The Non-System


I’m a firm believer in the notion that all that society owes any man is the right to do as he pleases  —to work, not to work, to provide a service, to dream, or to create  —so long as he doesn’t interfere with another man’s right to do likewise. If I want to do an honest day’s work to support my family, I should be free to do so. If I don’t want to work, then I shouldn’t bother others who want to, nor should I expect that they owe me part of their earnings.

Man is a needy being. If I feel that I can provide one of these needs, then let me do so. Galileo was troubled that the time for the swing of a chandelier was the same for a long swing and a short swing. Others in the same church saw the same thing. Only he dreamt and created. Left to do so without outside interference, most men will create, even if only to provide minimum sustenance.

And all the while, where is the system? We need none. Indeed, we have few systems in our society that are doing for man. Producers seem to get by despite systems and plans, however well-inten­tioned, that for the most part im­pede free enterprise. We have sys­tems, systems that watch systems, and systems that overlap. We have planners, planners that watch planners, and plans that overlap.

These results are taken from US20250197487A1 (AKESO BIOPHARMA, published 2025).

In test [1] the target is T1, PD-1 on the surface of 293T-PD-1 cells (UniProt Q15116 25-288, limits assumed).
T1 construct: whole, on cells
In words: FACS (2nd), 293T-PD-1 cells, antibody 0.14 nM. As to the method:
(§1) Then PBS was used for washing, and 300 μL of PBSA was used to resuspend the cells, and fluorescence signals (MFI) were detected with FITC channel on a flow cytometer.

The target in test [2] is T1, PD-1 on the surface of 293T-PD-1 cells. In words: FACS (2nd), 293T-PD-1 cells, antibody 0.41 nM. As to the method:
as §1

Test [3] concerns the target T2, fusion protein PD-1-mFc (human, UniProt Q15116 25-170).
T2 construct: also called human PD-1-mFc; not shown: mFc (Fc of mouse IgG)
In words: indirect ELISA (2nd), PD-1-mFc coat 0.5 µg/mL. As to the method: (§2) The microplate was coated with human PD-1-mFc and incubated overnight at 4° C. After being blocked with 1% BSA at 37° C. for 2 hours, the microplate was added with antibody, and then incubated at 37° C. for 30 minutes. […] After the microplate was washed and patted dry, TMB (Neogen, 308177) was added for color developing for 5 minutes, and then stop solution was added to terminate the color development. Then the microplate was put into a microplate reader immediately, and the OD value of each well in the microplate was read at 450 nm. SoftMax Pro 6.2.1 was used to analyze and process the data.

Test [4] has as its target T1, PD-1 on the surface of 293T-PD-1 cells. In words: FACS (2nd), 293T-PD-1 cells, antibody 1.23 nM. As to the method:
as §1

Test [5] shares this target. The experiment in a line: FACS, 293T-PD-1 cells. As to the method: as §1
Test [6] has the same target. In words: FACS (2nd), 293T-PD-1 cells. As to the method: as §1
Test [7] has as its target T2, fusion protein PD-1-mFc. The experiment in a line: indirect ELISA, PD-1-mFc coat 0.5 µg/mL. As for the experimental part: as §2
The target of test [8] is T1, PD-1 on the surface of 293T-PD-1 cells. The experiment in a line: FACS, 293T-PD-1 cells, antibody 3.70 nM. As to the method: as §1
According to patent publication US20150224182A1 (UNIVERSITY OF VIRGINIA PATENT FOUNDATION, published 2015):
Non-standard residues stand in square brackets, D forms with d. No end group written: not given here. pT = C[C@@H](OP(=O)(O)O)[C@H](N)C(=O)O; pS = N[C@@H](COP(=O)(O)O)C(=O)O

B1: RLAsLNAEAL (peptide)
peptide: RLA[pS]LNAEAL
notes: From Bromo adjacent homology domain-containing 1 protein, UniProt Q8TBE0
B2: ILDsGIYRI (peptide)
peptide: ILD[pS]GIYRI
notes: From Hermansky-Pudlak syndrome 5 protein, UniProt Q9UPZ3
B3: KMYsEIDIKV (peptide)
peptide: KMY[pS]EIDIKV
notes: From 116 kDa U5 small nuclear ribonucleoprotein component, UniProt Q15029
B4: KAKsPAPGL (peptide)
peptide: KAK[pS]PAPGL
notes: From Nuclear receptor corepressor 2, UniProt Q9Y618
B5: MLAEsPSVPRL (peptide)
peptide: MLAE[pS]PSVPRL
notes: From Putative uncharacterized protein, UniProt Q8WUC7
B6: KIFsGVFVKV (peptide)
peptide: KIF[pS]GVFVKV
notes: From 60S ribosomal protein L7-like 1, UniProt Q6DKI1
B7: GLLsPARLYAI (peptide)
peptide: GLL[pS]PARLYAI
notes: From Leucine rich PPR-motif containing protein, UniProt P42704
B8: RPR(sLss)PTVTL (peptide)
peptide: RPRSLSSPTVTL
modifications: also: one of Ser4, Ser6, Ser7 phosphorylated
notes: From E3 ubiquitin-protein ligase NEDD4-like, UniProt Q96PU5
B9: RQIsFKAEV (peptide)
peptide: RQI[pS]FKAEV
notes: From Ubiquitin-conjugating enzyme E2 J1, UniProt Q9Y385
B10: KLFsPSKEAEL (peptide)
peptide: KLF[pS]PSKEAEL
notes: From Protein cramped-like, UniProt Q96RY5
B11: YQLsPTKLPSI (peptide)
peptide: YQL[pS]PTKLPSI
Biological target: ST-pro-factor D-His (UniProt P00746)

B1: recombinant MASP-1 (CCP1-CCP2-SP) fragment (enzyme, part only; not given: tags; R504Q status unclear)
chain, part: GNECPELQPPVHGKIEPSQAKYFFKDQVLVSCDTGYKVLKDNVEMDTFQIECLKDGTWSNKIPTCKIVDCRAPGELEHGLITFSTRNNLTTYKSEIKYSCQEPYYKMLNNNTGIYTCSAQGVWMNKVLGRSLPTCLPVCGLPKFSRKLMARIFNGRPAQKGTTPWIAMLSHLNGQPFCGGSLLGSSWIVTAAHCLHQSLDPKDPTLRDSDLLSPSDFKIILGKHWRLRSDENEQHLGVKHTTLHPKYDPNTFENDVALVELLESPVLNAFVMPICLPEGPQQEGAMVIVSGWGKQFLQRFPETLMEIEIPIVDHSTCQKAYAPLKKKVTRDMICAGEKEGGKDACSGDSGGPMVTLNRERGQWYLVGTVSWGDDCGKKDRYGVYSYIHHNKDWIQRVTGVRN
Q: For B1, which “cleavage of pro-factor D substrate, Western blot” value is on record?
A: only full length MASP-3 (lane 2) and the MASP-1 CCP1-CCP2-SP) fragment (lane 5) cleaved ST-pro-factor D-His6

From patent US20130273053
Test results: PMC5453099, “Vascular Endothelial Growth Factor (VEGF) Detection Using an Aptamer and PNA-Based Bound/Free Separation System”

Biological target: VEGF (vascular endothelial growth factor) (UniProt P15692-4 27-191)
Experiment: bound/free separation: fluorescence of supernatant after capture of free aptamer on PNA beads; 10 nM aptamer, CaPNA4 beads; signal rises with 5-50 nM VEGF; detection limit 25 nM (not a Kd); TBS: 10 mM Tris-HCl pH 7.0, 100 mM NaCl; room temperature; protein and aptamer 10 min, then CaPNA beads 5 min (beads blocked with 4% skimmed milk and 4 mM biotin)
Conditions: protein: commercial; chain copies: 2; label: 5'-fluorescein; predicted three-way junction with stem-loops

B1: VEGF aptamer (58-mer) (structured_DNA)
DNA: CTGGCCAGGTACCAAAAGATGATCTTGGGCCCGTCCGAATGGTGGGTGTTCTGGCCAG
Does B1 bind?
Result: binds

Give me a chance to act with­out roadblocks, because in the process of trying to eke out a liv­ing—a single working man or a corporation—I’m preoccupied with obstacles. Let’s not make others live as we do, but rely instead on mutual trust and respect. We can very well take care of ourselves if not over systematized by others.


November 1969

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September 2014

For centuries, hierarchical models dominated human organizations. Kings, warlords, and emperors could rally groups--but also oppress them. Non-hierarchical forms of organization, though, are increasingly defining our lives. It's no secret how this shift has benefited out social lives, including dating, and it's becoming more commonplace even in the corporate world. But it has also now come even to organizations bent on domination rather than human flourishing, as the Islamic State shows. If even destructive groups rely on this form of entrepreneurial organization, then hierarchy's time could truly be coming to an end.
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